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Liberia: George Boley, Former Rebel Leader Deported From United States


By Phil Fairbanks

A former Liberian rebel leader accused of war crimes was deported to his native homeland today after spending two years in federal custody outside Buffalo.

George S. Boley, a Brockport-area man, is accused of authorizing executions, massacres and rapes while serving as head of the Liberia Peace Council, one of several tribal groups involved in that African country’s bloody civil war during the 1990s.

“George Boley’s removal is a major step in addressing the serious human rights abuses Mr. Boley perpetrated in Liberia in the 1990s,” John Morton, director of U.S. Immigration and Customs Enforcement, said in a statement today.

Boley, who has been in federal custody since 2010, is the first person to be deported under the Child Soldiers Accountability Act, a four-year old law that allows for the deportation of people who recruit and use child soldiers.

“The United States has always welcomed refugees and those fleeing oppression, but we will not be a safe haven for human rights violators and war criminals,” Morton said.

Human rights officials say Boley’s ties to the bloodshed in Liberia — an estimated 250,000 people were killed during the 1980s and 1990s — is undeniable.

In a 2009 report, Liberia’s Truth and Reconciliation Commission found Boley’s group responsible for “human rights and humanitarian law violations.”

Boley, who has denied the allegations of wartime atrocities, has claimed in the past that a group by the same name committed the crimes he’s accused of overseeing.

“They want to expel him from this country forever,” his oldest son, George Boley Jr., said in a 2010 interview with The Buffalo News. “The truth of the matter is … my father created the Liberia Peace Council to avert civil war and return Liberia to democratic and constitutional law.”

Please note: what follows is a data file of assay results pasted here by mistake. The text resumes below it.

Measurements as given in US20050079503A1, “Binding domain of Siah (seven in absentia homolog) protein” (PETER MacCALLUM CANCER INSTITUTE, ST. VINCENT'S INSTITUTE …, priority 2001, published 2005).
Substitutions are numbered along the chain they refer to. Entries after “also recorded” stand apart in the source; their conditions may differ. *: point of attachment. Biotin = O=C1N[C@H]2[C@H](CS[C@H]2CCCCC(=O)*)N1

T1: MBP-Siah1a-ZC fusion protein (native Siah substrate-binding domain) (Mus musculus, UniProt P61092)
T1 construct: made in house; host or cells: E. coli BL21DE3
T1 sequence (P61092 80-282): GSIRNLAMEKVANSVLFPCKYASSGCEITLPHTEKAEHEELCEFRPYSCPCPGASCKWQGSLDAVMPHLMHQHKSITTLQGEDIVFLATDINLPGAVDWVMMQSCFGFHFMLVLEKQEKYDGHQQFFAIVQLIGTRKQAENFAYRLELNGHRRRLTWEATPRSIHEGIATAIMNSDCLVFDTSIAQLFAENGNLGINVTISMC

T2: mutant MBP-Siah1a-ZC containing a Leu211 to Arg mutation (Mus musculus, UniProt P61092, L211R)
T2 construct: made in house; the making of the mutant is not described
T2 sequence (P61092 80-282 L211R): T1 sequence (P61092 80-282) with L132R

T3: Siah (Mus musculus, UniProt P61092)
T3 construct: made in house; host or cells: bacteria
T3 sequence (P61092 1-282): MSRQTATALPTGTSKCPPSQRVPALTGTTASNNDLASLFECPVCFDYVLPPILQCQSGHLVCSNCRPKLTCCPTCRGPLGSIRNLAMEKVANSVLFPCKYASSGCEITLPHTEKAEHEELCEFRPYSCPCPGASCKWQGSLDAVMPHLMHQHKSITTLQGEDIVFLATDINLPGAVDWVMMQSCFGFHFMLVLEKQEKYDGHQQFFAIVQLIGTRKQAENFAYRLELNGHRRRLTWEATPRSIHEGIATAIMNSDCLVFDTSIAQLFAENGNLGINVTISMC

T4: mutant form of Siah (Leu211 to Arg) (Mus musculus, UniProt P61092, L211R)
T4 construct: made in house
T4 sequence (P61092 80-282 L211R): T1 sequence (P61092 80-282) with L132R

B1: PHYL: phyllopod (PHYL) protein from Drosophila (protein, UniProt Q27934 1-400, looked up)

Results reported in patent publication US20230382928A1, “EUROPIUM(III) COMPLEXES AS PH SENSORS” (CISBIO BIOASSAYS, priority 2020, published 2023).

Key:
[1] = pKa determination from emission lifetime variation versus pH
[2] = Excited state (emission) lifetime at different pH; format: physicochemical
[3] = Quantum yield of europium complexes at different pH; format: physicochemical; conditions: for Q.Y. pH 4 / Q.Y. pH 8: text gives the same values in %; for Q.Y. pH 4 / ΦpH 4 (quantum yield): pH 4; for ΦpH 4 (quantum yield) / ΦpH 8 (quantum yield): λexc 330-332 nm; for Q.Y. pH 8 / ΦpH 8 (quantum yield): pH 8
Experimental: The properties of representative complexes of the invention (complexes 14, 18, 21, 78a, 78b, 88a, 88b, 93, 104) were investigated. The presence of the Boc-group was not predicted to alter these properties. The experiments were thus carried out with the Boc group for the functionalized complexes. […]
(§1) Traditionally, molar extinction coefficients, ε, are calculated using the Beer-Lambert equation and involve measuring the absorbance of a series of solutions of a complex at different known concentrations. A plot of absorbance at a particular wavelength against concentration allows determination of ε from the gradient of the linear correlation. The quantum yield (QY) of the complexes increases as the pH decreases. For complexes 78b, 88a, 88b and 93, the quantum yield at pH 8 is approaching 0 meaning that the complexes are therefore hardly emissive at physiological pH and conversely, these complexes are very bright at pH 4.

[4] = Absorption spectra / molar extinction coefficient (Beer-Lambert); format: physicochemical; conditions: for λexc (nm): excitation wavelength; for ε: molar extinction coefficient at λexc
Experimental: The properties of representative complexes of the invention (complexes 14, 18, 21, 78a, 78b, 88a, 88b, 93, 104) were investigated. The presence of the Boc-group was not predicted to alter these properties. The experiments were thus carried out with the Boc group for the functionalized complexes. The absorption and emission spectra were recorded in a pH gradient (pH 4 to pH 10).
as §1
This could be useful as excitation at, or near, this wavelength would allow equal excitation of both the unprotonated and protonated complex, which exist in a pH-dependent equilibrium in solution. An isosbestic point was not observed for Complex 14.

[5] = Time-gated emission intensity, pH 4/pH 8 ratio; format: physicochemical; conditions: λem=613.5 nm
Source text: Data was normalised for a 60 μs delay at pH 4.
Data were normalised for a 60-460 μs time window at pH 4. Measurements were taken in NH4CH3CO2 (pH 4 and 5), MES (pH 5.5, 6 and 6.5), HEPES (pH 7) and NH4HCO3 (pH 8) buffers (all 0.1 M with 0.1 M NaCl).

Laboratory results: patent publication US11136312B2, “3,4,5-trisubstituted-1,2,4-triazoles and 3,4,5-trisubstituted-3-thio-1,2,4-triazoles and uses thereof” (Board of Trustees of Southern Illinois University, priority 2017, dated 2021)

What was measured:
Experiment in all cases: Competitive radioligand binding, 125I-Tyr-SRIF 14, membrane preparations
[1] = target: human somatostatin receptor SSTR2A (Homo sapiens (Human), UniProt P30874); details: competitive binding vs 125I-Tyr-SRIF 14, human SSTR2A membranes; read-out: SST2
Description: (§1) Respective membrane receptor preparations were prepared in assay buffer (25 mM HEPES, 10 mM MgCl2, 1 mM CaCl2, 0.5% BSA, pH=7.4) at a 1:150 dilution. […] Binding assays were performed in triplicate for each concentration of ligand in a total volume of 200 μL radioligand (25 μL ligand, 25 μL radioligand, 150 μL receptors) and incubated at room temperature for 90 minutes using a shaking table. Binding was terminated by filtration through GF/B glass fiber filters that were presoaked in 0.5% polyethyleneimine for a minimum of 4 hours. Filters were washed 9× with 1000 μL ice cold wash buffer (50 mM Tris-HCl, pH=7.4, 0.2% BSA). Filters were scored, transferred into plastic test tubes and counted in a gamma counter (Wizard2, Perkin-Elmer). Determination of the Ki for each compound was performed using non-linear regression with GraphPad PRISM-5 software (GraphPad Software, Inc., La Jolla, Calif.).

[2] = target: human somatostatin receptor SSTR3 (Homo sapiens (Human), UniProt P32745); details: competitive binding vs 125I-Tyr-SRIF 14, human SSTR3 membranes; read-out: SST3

The younger Boley claims the government’s effort to deport his father is rooted in his lawsuit against federal agents. The lawsuit charges those agents with “reckless” and “malicious” violations of his civil rights.

Boley’s son claims his father, a resident of Clarkson, a small town near Brockport, lived there quietly for nearly 40 years.

In his interview with The News, he said his father came to America to attend college and, while here, raised seven children with his wife, Kathryn. He also said his father was a former administrator with the Rochester public school system.

At the time of Boley’s arrest in 2010 — he was apprehended while crossing the Peace Bridge — federal authorities compared his case to their high-profile investigation of Charles Taylor Jr., the son of Liberian dictator Charles Taylor.

The younger Taylor was convicted in connection with beatings, torture and executions in Liberia during his father’s rule. He was sentenced to 97 years in federal prison.

Taylor’s case is believed to be the first prosecution under a federal law that allows U.S. courts to hear cases involving torture in other nations if the accused is living in the U.S. or is a U.S. citizen.

The on-again, off-again civil war in Liberia began in the 1980s and ended briefly when Taylor was elected president. A few years later, fighting broke out again and continued until Taylor quit under international pressure.

In an unrelated matter, one of Boley’s other sons also ran afoul of the law last year.

Mahnseah T. Boley, 32, of Hilton, was charged in October with beating his ex-girlfriend and the Niagara Falls doctor who was dating her.

The younger Boley, a former wrestler at Brockport High School and Niagara County Community College, pleaded not guilty.


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Categorised in: NEWS, SPORTS

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